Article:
After seeing your comments on my post on Sharon Penmon's site, I thought I'd look you up on the net!

What a blog - It's huge! You are obviously way ahead of me! I've saved it to hard disk and will look at it in detail this evening.

Unfortunately I do not yet have the internet at our house in France, so I'm obliged to come to this Irish Pub to connect and use the Internet (maybe that should be 'fortunate'!!!).

As I said in my post, I have been researching Master Jacques (James) for some 18 mths now, and have found him intrinsically linked to the other Savoyards who took such an important role in the reigns of Henry 111 and Edward 1 - particularly Othon de Grandson - what a man!!

I see you have met Master James at Caernafon - me too. Very interesting character. I am a retired structural engineer and project manager and it was the incredible organisational and project management skills of these people that first got me interested in the research. Since then, like you and SKP, I guess, I have just lost myself in their world.

I'll click on to your site often from now on and I'll try to keep you up to date with my endeavours.

Beautiful colors. I love the last pic especially.
That looks like such an incredibly peaceful place. I bet it has lots of atmosphere.
Dark Wolf, I have a few choice expressions in several languages for that sort of behaviour. ;)

Hi Ken, welcome to my blog. An Irish pub in France? I thought they only drank wine. ;)
I'm blogging for almost five years now, so post have accumulated a bit over time. Thank you for your kind words. I hope you enjoy my little online home.

It is a peaceful place, Lady D. Preferably in the evening when the tourists are gone. :)
Lovely pictures!

I once lived in Northeim ...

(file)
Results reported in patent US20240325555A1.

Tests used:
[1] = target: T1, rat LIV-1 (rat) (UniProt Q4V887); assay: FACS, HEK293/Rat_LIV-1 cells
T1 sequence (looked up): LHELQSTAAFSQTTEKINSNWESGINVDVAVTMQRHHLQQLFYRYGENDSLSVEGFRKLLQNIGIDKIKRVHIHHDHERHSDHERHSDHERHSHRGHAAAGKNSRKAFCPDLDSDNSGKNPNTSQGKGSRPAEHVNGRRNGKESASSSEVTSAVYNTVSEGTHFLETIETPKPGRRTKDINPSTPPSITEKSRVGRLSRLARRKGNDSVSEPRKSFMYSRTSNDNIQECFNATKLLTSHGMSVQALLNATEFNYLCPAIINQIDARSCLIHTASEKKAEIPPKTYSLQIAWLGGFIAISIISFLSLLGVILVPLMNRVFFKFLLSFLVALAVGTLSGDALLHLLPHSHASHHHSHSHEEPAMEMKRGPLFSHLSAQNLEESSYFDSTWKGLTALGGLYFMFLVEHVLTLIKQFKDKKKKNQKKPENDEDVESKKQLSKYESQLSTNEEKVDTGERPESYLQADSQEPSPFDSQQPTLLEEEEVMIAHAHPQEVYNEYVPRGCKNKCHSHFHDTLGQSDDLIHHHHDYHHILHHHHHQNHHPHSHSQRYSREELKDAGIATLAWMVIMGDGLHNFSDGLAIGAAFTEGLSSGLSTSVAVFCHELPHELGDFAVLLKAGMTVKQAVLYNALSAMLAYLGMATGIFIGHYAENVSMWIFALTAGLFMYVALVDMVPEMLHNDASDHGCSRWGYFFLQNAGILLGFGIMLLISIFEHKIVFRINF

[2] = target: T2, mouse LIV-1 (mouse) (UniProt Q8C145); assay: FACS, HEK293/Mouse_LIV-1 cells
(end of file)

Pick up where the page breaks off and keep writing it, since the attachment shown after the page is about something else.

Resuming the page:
Great pictures.

I remember just enough geology - the source is awesome!
Hi Irene, welcome to my blog. Northeim is not far from Göttingen; I suppose you have been to my hometown as well. :)

Hank, there's a table with explanations and a geological drawing on the site. Very interesting stuff indeed.
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The Lost Fort is a travel journal and history blog based on my travels in Germany, the UK, Scandinavia, and other places. It includes essays on Roman and Mediaeval history, as well as some geology, illustrated with photos of old castles and churches, Roman remains, and beautiful landscapes.

All texts (except comments by guests) and photos (if no other copyright is noted) on this blog are copyright of Gabriele Campbell.
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Location: Germany

I'm a blogger from Germany with a MA in Literature and History which doesn't pay my bills, so I use it to research blogposts instead. I'm interested in everything Roman and Mediaeval, avid reader and sometimes writer, opera enthusiast, traveller with a liking for foreign languages and odd rocks, photographer, and tea aficionado. And an old-fashioned blogger who hasn't yet gotten an Instagram account. :-)


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The Roman Fort at Osterburken

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The Raised Bog Mecklenbruch in the Solling